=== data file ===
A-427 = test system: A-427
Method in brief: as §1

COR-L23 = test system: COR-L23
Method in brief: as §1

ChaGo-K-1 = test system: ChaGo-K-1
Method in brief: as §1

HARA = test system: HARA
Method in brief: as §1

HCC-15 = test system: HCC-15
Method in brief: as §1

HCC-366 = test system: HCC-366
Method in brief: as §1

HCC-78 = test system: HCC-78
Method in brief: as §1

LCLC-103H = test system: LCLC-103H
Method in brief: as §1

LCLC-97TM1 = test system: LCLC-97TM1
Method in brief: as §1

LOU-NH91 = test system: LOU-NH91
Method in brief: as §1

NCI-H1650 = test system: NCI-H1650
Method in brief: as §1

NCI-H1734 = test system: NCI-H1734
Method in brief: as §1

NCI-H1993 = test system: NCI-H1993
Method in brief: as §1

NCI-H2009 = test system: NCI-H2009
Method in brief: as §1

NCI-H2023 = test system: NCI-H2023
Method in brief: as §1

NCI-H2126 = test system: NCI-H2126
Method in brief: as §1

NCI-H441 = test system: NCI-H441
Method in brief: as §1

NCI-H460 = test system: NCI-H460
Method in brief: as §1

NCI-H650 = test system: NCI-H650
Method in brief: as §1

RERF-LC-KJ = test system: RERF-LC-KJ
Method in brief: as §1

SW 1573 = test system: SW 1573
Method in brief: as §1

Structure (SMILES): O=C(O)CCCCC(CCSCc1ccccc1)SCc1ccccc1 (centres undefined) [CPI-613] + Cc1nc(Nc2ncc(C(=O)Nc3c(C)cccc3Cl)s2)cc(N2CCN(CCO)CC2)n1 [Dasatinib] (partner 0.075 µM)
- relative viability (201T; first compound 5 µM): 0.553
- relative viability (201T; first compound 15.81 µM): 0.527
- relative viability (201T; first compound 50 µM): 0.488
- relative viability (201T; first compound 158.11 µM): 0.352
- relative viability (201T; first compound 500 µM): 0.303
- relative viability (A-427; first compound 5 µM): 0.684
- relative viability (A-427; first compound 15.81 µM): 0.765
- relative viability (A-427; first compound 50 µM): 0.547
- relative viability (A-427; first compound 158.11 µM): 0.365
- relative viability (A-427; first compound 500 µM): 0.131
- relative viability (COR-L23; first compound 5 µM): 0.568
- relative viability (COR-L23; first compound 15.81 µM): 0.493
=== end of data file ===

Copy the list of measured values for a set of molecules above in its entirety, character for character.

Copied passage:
A-427 = test system: A-427
Method in brief: as §1

COR-L23 = test system: COR-L23
Method in brief: as §1

ChaGo-K-1 = test system: ChaGo-K-1
Method in brief: as §1

HARA = test system: HARA
Method in brief: as §1

HCC-15 = test system: HCC-15
Method in brief: as §1

HCC-366 = test system: HCC-366
Method in brief: as §1

HCC-78 = test system: HCC-78
Method in brief: as §1

LCLC-103H = test system: LCLC-103H
Method in brief: as §1

LCLC-97TM1 = test system: LCLC-97TM1
Method in brief: as §1

LOU-NH91 = test system: LOU-NH91
Method in brief: as §1

NCI-H1650 = test system: NCI-H1650
Method in brief: as §1

NCI-H1734 = test system: NCI-H1734
Method in brief: as §1

NCI-H1993 = test system: NCI-H1993
Method in brief: as §1

NCI-H2009 = test system: NCI-H2009
Method in brief: as §1

NCI-H2023 = test system: NCI-H2023
Method in brief: as §1

NCI-H2126 = test system: NCI-H2126
Method in brief: as §1

NCI-H441 = test system: NCI-H441
Method in brief: as §1

NCI-H460 = test system: NCI-H460
Method in brief: as §1

NCI-H650 = test system: NCI-H650
Method in brief: as §1

RERF-LC-KJ = test system: RERF-LC-KJ
Method in brief: as §1

SW 1573 = test system: SW 1573
Method in brief: as §1

Structure (SMILES): O=C(O)CCCCC(CCSCc1ccccc1)SCc1ccccc1 (centres undefined) [CPI-613] + Cc1nc(Nc2ncc(C(=O)Nc3c(C)cccc3Cl)s2)cc(N2CCN(CCO)CC2)n1 [Dasatinib] (partner 0.075 µM)
- relative viability (201T; first compound 5 µM): 0.553
- relative viability (201T; first compound 15.81 µM): 0.527
- relative viability (201T; first compound 50 µM): 0.488
- relative viability (201T; first compound 158.11 µM): 0.352
- relative viability (201T; first compound 500 µM): 0.303
- relative viability (A-427; first compound 5 µM): 0.684
- relative viability (A-427; first compound 15.81 µM): 0.765
- relative viability (A-427; first compound 50 µM): 0.547
- relative viability (A-427; first compound 158.11 µM): 0.365
- relative viability (A-427; first compound 500 µM): 0.131
- relative viability (COR-L23; first compound 5 µM): 0.568
- relative viability (COR-L23; first compound 15.81 µM): 0.493